How Professional Traders Catch Trends Using MACD
The Moving Average Convergence Divergence (MACD) indicator, developed by Gerald Appel, is one of the most ubiquitious indicators in technical analysis. Most new traders are introduced very early to this indicator through various TA and trading related books like Elder's Trading for a Living & Pring's Introduction to Technical Analysis. Every trading software worth its salt like eSignal, Quotetracker and MetaStock, will have the basic MACD (12,26,9) and the MACD Histogram. Basically, MACD plots the difference between two exponential moving averages (EMAs) and a nine period EMA of this difference as a signal line. For more technical details, go to MACD at StockCharts
How MACD Signals Trades
MACD signals can be used not only to trade stocks, but also futures like the S&P500 e-mini futures (ES), Forex (USDEUR) and commodities like crude oil futures(CL) and Gold (GC). Some of the traditional ways that are used to take signals from MACD are:
- zero line crossings
- signal line crossovers
- overbought and oversold conditions
Mistakes Made in Interpreting MACD Signals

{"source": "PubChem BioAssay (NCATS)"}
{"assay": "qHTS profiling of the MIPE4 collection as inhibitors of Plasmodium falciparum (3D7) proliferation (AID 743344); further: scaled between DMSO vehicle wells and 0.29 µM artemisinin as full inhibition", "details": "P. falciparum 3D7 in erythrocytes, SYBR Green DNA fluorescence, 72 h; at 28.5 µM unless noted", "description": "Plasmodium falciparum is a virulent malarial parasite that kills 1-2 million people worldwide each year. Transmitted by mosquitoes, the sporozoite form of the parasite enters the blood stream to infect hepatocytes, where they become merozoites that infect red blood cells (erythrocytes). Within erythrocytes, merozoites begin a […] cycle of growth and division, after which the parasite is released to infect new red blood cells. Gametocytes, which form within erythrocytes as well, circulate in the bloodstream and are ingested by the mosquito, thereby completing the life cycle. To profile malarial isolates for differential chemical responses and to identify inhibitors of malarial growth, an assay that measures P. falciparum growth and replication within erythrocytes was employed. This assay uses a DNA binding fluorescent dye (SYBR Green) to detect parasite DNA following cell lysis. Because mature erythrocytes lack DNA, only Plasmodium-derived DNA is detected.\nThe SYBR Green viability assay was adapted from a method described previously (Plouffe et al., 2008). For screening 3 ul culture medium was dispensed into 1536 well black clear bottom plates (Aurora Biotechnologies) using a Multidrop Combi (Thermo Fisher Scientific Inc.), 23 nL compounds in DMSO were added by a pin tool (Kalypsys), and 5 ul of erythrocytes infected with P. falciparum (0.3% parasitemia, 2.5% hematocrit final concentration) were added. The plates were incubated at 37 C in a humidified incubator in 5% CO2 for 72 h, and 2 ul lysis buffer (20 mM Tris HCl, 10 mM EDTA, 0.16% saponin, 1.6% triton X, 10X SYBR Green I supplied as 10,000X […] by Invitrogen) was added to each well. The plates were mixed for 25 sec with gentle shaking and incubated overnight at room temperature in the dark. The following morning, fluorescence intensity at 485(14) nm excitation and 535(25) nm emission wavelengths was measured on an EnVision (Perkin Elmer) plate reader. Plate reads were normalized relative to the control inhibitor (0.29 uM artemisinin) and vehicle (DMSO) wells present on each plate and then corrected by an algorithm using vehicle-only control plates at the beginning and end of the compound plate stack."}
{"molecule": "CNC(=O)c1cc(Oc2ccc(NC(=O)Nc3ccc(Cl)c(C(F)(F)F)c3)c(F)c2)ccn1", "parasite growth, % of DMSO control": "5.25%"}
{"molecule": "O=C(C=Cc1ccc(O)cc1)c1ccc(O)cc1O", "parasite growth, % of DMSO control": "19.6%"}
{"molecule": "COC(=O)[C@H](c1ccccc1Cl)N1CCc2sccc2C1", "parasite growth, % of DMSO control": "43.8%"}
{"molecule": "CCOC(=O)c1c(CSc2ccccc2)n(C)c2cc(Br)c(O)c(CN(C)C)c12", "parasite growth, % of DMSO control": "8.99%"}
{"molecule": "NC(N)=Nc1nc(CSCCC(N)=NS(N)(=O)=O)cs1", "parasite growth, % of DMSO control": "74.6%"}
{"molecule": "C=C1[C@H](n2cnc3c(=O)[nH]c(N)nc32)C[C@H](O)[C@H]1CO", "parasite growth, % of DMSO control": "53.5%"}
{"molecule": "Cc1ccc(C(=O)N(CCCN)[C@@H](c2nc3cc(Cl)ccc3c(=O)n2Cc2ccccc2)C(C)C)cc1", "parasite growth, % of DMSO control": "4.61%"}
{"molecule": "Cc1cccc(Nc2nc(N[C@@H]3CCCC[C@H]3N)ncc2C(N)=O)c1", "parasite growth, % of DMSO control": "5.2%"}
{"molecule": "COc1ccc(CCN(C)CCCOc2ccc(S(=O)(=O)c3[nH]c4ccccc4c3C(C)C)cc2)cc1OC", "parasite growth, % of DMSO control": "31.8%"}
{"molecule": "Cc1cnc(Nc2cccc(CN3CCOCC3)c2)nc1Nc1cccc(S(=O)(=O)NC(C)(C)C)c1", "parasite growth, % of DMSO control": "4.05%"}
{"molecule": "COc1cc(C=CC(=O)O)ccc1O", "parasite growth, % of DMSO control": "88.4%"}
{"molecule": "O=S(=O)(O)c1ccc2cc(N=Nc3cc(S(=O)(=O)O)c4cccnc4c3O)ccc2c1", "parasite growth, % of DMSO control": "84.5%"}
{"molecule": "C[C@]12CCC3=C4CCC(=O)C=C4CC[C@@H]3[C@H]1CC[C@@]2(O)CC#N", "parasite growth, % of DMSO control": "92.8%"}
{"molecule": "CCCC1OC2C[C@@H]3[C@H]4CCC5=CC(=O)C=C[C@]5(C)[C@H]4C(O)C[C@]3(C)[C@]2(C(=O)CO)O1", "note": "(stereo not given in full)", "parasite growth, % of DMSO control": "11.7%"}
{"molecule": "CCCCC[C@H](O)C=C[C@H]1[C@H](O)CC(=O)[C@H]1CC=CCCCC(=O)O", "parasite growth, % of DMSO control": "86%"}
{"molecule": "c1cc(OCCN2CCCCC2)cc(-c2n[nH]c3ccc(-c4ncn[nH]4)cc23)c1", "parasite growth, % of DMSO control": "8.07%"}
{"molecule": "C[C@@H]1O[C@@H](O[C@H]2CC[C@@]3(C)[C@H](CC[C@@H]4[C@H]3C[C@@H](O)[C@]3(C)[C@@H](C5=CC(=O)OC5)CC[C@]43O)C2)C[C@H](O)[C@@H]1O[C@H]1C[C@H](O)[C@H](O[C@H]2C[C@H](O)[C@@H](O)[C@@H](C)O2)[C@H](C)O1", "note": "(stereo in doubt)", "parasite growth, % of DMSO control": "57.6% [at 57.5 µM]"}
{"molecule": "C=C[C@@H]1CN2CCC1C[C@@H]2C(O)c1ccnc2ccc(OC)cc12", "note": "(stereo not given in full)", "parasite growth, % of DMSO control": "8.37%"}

The MACD is primarily a trend following indicator as it can alert traders to a change in trend. Due to its similarity in charts to the Stochastic oscillator, many traders make the mistake of using it like an oscillator and taking every signal line crossover and overbought and oversold condition. This is where the trading account will take a beating because the trader will miss out on the full potential of strong trends and possibly enter trades that are counter to the prevailing trend. The other serious mistake that is often made, especially by new traders, is taking trades solely based on overbought and oversold conditions. New traders to the financial markets do not realize that in strong uptrends, the MACD can remain in the overbought zone for extended periods of time and vice versa for downtrends, it can remain in the oversold zone for lengthy periods. In these instances, buying when the MACD enters into the oversold zone might be premature and part of a bull-trap.
How the Pros Do It
The professional day traders and money managers are cognizant of the fact that the MACD is a trend following indicator, so they will use it to determine the prevailing trend. Many also use price action, trend lines and other trend indicators like ADX and Parabolic SAR to confirm the trend. Once the prevalent trend has been established, they will then use momentum oscilators such as the RSI or Stochastics to further fine tune the entry point. The whole idea is to enter a long position at the turn of a downward retracement during a prevalent uptrend and conversely, to enter a short position during an upward retracement in a prevalent downtrend.
Professional day traders often apply the MACD to a larger time-frame chart like the 5-minute to determine trends, while taking entry and exit signals with RSI or Stochastics on the 1-minute chart.